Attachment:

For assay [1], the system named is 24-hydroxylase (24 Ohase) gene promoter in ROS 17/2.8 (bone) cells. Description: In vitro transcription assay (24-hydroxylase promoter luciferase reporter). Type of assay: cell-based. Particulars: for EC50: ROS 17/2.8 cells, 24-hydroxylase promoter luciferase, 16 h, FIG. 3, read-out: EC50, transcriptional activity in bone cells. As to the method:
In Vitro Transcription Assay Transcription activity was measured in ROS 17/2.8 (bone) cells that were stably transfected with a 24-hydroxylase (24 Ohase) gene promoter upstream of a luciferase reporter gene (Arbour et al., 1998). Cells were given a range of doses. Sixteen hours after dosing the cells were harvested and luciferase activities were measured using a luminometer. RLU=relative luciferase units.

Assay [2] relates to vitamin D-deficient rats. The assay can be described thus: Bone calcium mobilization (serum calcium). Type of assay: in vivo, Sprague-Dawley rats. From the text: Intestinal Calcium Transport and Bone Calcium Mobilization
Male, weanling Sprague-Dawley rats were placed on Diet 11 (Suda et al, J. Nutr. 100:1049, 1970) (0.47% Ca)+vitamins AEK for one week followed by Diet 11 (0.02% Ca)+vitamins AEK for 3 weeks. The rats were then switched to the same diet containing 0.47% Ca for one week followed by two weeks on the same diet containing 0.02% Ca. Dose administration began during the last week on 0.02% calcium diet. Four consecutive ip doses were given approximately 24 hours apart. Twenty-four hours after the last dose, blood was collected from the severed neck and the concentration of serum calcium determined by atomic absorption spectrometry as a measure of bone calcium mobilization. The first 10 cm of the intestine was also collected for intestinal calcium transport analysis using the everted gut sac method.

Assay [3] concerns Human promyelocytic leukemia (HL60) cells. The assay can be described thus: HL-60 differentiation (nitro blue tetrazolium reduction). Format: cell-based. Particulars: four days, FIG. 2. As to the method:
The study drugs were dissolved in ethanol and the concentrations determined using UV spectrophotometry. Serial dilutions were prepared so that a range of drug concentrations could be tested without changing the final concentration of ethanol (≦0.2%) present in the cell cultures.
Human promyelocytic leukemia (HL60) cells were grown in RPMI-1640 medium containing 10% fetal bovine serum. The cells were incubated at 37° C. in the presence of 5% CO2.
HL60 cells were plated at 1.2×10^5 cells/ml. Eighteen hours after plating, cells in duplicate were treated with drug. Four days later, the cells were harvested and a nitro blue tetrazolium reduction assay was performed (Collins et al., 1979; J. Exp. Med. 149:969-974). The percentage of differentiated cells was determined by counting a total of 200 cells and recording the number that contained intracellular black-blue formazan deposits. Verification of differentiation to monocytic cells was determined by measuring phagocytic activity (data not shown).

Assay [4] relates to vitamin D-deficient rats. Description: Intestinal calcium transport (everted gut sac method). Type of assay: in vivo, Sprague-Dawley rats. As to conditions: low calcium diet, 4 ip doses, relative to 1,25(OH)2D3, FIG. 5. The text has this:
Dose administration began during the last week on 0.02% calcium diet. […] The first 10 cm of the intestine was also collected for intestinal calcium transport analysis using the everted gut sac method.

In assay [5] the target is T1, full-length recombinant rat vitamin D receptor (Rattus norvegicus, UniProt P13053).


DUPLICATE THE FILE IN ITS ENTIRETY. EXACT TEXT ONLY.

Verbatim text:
For assay [1], the system named is 24-hydroxylase (24 Ohase) gene promoter in ROS 17/2.8 (bone) cells. Description: In vitro transcription assay (24-hydroxylase promoter luciferase reporter). Type of assay: cell-based. Particulars: for EC50: ROS 17/2.8 cells, 24-hydroxylase promoter luciferase, 16 h, FIG. 3, read-out: EC50, transcriptional activity in bone cells. As to the method:
In Vitro Transcription Assay Transcription activity was measured in ROS 17/2.8 (bone) cells that were stably transfected with a 24-hydroxylase (24 Ohase) gene promoter upstream of a luciferase reporter gene (Arbour et al., 1998). Cells were given a range of doses. Sixteen hours after dosing the cells were harvested and luciferase activities were measured using a luminometer. RLU=relative luciferase units.

Assay [2] relates to vitamin D-deficient rats. The assay can be described thus: Bone calcium mobilization (serum calcium). Type of assay: in vivo, Sprague-Dawley rats. From the text: Intestinal Calcium Transport and Bone Calcium Mobilization
Male, weanling Sprague-Dawley rats were placed on Diet 11 (Suda et al, J. Nutr. 100:1049, 1970) (0.47% Ca)+vitamins AEK for one week followed by Diet 11 (0.02% Ca)+vitamins AEK for 3 weeks. The rats were then switched to the same diet containing 0.47% Ca for one week followed by two weeks on the same diet containing 0.02% Ca. Dose administration began during the last week on 0.02% calcium diet. Four consecutive ip doses were given approximately 24 hours apart. Twenty-four hours after the last dose, blood was collected from the severed neck and the concentration of serum calcium determined by atomic absorption spectrometry as a measure of bone calcium mobilization. The first 10 cm of the intestine was also collected for intestinal calcium transport analysis using the everted gut sac method.

Assay [3] concerns Human promyelocytic leukemia (HL60) cells. The assay can be described thus: HL-60 differentiation (nitro blue tetrazolium reduction). Format: cell-based. Particulars: four days, FIG. 2. As to the method:
The study drugs were dissolved in ethanol and the concentrations determined using UV spectrophotometry. Serial dilutions were prepared so that a range of drug concentrations could be tested without changing the final concentration of ethanol (≦0.2%) present in the cell cultures.
Human promyelocytic leukemia (HL60) cells were grown in RPMI-1640 medium containing 10% fetal bovine serum. The cells were incubated at 37° C. in the presence of 5% CO2.
HL60 cells were plated at 1.2×10^5 cells/ml. Eighteen hours after plating, cells in duplicate were treated with drug. Four days later, the cells were harvested and a nitro blue tetrazolium reduction assay was performed (Collins et al., 1979; J. Exp. Med. 149:969-974). The percentage of differentiated cells was determined by counting a total of 200 cells and recording the number that contained intracellular black-blue formazan deposits. Verification of differentiation to monocytic cells was determined by measuring phagocytic activity (data not shown).

Assay [4] relates to vitamin D-deficient rats. Description: Intestinal calcium transport (everted gut sac method). Type of assay: in vivo, Sprague-Dawley rats. As to conditions: low calcium diet, 4 ip doses, relative to 1,25(OH)2D3, FIG. 5. The text has this:
Dose administration began during the last week on 0.02% calcium diet. […] The first 10 cm of the intestine was also collected for intestinal calcium transport analysis using the everted gut sac method.

In assay [5] the target is T1, full-length recombinant rat vitamin D receptor (Rattus norvegicus, UniProt P13053).